• Avoid starting the tool in enclosed spaces, such as sheds or garages, where the exhaust fumes can build up and pose a risk. Use the weed eater in outdoor areas with good air circulation.
  • Limit the runtime of each session.
  • Purchase new, modern models that comply with emission standards and regulations.

✗ Maintenance

Gas-powered weed eaters require more maintenance compared to electric ones. Some maintenance tasks you’ll have to complete include:

  • Fuel system checks; fuel replacements
  • Air filter checks and replacements
  • Occasional spark plug replacements
  • Ignition coil and wire checks and replacements
  • Carburetor cleaning to remove dirt, debris, or varnish buildup

✗ Ignition problems

Some users may find gas-powered engines harder to start, especially after long periods of inactivity. Gas-powered engines have a carburetor that must be primed before starting. This process involves manually injecting fuel into the carburetor to jumpstart combustion, done by pressing the primer bulb, a small rubber button found on the carburetor body. 

The number of times the primer bulb should be pressed depends on the model, so consult your user manual before starting the priming process. Over-priming can flood the carburetor, leading to ignition problems or engine stalling minutes after starting. Proper priming and pulling techniques are crucial for successful starts.

✗ Expensive

Oftentimes, gas-powered weed eaters are more expensive upfront than electric models. Not to mention that the cost of maintenance and fuel can add up over time. To get a better idea of the costs you can expect with gas string timmers, this pricing guide can be of assistance.

Pros of battery-powered weed eaters

Photo Credit: pixelshot | Canva Pro | License

Battery-powered weed eaters, also known as cordless string trimmers, have become increasingly popular due to advancements in battery technology. Here are the advantages of a battery-powered weed eater:

✓ Eco-friendly

In terms of environmental friendliness, battery-powered trimmers stand out as they generate no emissions during use, setting them apart from gas-powered alternatives.

✓ Good lifespan

On average, a quality battery-operated weed eater can last between 3 and 7 years. This lifespan directly depends on the battery’s number of charge cycles, usage patterns, charging practices, tool quality, environmental conditions, and proper maintenance (inspection, cleaning, and replacing damaged parts). Technological advancements are ongoing and constantly increasing the lifespan of these tools, so upgrading to a newer model could provide longer use.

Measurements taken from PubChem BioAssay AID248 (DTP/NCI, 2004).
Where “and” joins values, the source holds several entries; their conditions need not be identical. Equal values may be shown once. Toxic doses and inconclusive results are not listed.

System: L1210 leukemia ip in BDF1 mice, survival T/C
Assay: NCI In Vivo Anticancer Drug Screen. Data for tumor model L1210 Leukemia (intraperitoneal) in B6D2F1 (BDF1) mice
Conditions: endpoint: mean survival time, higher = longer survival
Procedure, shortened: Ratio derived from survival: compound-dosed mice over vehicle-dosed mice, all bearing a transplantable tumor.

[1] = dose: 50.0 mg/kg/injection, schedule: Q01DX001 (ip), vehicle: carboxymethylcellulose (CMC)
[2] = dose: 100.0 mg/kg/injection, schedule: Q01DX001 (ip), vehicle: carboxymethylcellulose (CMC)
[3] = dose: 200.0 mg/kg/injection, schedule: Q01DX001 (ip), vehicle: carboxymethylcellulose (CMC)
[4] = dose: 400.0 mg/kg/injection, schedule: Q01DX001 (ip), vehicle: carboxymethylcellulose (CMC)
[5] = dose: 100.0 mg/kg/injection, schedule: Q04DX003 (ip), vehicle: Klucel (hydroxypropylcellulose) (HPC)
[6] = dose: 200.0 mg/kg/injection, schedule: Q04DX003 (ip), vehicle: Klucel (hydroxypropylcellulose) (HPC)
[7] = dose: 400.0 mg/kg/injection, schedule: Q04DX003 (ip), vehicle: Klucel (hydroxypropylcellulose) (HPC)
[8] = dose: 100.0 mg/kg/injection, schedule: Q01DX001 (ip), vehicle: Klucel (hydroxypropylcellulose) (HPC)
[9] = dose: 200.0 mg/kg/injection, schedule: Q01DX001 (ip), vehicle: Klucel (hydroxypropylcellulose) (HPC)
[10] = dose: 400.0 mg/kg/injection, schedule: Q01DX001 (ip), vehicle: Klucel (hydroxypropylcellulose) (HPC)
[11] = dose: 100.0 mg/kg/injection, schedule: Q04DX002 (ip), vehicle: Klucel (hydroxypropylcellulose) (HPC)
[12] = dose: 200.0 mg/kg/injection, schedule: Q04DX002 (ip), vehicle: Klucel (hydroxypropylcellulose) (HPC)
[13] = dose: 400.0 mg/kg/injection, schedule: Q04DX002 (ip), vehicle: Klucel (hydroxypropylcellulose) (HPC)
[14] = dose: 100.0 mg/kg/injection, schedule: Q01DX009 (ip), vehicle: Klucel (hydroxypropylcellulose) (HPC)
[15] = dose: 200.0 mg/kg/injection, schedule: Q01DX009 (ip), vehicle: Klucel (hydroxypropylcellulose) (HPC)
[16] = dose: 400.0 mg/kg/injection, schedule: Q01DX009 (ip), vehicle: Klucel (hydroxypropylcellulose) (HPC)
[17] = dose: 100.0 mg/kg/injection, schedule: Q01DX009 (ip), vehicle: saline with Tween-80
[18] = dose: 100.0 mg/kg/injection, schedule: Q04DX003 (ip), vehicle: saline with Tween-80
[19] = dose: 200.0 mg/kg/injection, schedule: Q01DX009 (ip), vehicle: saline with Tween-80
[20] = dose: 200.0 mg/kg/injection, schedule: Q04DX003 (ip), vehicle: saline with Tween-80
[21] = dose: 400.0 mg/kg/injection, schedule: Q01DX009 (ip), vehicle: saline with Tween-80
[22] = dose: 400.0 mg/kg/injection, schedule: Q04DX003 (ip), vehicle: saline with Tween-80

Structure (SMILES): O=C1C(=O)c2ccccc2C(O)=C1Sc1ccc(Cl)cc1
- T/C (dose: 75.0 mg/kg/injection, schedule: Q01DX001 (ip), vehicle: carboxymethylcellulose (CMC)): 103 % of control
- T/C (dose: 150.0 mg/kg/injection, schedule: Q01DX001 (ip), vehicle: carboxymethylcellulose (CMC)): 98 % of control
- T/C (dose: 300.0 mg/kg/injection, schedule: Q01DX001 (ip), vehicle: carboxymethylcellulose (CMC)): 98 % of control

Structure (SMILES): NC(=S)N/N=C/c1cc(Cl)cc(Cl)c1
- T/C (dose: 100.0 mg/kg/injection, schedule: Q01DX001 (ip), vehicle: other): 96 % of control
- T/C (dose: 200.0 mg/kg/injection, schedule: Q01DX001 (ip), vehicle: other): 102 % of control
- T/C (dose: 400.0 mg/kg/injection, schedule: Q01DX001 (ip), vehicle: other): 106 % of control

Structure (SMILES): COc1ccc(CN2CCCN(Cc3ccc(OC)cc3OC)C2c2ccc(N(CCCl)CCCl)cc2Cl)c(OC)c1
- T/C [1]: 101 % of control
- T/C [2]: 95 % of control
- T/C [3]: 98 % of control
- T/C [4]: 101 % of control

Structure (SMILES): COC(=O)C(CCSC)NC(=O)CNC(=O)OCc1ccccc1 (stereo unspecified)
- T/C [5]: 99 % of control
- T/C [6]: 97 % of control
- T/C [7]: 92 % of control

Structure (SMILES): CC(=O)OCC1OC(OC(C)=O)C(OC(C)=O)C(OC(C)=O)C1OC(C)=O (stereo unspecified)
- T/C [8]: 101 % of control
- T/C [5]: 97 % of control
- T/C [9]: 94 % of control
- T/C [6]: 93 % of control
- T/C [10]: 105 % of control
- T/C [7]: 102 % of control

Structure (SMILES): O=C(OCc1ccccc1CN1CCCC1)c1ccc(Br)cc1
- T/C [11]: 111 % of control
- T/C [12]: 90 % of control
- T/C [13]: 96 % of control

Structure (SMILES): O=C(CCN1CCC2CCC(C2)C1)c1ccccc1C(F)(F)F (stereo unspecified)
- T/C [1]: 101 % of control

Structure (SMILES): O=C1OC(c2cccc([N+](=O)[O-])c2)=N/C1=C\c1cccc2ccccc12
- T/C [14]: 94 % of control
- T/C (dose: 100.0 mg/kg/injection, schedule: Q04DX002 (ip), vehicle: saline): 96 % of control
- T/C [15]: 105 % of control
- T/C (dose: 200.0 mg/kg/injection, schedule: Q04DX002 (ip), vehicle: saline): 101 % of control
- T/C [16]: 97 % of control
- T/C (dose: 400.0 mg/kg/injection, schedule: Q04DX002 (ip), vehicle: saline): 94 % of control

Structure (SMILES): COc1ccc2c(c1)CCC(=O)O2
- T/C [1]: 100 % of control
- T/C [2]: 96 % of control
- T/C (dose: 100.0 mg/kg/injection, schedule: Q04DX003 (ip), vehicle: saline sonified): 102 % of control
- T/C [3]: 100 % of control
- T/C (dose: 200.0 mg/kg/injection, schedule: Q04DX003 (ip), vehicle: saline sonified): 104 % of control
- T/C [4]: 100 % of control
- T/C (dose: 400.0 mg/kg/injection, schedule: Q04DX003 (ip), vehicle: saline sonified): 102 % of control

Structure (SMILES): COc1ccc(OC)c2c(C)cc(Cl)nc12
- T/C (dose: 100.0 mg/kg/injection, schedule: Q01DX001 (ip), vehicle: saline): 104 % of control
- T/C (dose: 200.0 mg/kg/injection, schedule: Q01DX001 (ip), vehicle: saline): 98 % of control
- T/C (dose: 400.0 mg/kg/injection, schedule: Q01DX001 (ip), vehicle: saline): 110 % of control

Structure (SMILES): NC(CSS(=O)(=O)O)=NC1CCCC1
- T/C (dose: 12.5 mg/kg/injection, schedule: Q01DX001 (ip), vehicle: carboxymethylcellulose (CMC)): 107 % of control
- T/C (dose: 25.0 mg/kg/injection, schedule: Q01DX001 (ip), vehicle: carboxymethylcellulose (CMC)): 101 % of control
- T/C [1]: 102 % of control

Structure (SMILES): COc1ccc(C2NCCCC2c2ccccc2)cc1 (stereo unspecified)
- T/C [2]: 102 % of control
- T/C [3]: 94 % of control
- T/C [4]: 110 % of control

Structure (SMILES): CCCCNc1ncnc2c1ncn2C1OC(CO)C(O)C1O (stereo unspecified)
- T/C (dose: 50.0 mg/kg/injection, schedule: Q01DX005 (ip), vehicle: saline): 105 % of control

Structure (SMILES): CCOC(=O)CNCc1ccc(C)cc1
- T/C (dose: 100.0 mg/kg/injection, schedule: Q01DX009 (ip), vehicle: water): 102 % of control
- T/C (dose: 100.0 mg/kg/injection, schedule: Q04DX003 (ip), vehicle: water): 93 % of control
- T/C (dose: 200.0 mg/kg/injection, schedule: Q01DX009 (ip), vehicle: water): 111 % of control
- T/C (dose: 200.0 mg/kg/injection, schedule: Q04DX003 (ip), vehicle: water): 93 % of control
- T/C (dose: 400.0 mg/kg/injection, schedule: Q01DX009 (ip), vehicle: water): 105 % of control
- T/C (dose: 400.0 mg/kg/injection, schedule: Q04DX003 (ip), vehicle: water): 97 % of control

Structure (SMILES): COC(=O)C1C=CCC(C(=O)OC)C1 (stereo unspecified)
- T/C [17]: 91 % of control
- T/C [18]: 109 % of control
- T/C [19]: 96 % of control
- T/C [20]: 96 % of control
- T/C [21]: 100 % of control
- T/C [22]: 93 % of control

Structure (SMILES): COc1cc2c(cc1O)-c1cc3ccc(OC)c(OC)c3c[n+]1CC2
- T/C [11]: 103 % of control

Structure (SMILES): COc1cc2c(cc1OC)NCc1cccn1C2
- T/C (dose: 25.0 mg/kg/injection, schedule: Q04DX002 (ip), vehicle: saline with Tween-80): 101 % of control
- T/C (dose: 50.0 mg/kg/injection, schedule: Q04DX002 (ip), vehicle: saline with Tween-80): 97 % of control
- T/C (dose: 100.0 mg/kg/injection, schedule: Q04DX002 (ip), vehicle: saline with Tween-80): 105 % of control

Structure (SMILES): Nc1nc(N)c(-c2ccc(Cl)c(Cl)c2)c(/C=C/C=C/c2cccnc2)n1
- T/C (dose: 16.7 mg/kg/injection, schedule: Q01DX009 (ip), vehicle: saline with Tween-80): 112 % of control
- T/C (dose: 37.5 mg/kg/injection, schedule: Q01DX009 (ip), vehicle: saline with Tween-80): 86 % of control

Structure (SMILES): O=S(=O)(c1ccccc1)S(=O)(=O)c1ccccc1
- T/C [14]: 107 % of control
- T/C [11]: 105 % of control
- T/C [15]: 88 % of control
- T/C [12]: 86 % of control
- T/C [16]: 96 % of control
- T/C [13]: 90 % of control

✓ Durability

If you’re concerned about the durability of battery-operated weed eaters compared to gas models, don’t be. Most are built with this quality in mind, from durable materials such as plastics, aluminum, and steel for strength and resilience. 

They also come with weather-resistant features such as sealed electrical components, corrosion-resistant parts, and quality finishes for protection against the elements. Plus, the ergonomic design of most models ensures smooth operation, user comfort, and good weight distribution during use.

✓ Lightweight and easy to use

Battery-powered weed eaters are generally lighter and easier to handle than gas models, weighing between 5 and 15 pounds. This weight difference is due to the power source, as rechargeable lithium-ion batteries generally weigh less than the gas and oil mixture required for powering gas weed eaters. The lack of a carburetor, fuel tank, and exhaust system found in gas models also contributes to the lightweight quality.

Users who may not have the strength for heavier tools will find this quality beneficial. Plus, there’s no need to worry about tripping over an extension cord or getting tangled up in it.

✓ Quiet and less vibration

These trimmers are quieter than their gas-powered counterparts, making them suitable for use in residential areas. They also produce less vibration than their gas-powered counterparts, creating a more comfortable user experience. This operational advantage is a result of:

  • The electric motor, which provides a smoother operation than an internal combustion engine.
  • The direct drive mechanism directly connects the motor to the cutting head. This reduces the number of moving parts and subsequent vibration levels.
  • Vibration-reducing technology, which manufacturers often incorporate into their battery-operated model designs.

✓ No gasoline or oil required

There’s no need for fuel or oil with battery-powered trimmers. You’ll simply need to recharge the battery, eliminating the hassle of purchasing and handling gasoline and oil. 

✓ Low maintenance

Battery-powered trimmers typically require less maintenance than gas-powered ones. There’s no need for spark plug replacements, air filter changes, or carburetor adjustments. That’s not to say that low maintenance means no maintenance. You’ll still have to:

  • Charge the battery according to the manufacturer’s directions.
  • Store the weed eater in a cool, dry place so as to protect the battery from extreme temperatures.
  • Inspect the battery for signs of damage like swelling or cracks. Using a damaged battery can be risky.
  • Clean the tool of grass, debris, and other materials that could get stuck to it. It’s best to use a soft brush or compressed air, paying close attention to air vents.
  • Check the handle, controls, and any guards or shields to ensure they work properly.
  • Change the battery if you notice a decrease in runtime.

✓ Instant ignition

Cordless trimmers start instantly with the push of a button, providing convenience and saving time compared to gas-powered models that may require pulling a recoil starter. This advantage is due to the electric motor that provides instant torque and starting. As soon as you press the button, the motor immediately starts rotating the cutting head.

Another point in battery models’ favor is that they’re less sensitive to external factors such as temperature, able to operate efficiently despite temperature variations. This allows for a more consistent and reliable start every time.

✓ Interchangeable batteries

Some cordless trimmers have interchangeable batteries that can be used with other tools from the same manufacturer’s platform, providing versatility and potentially reducing costs.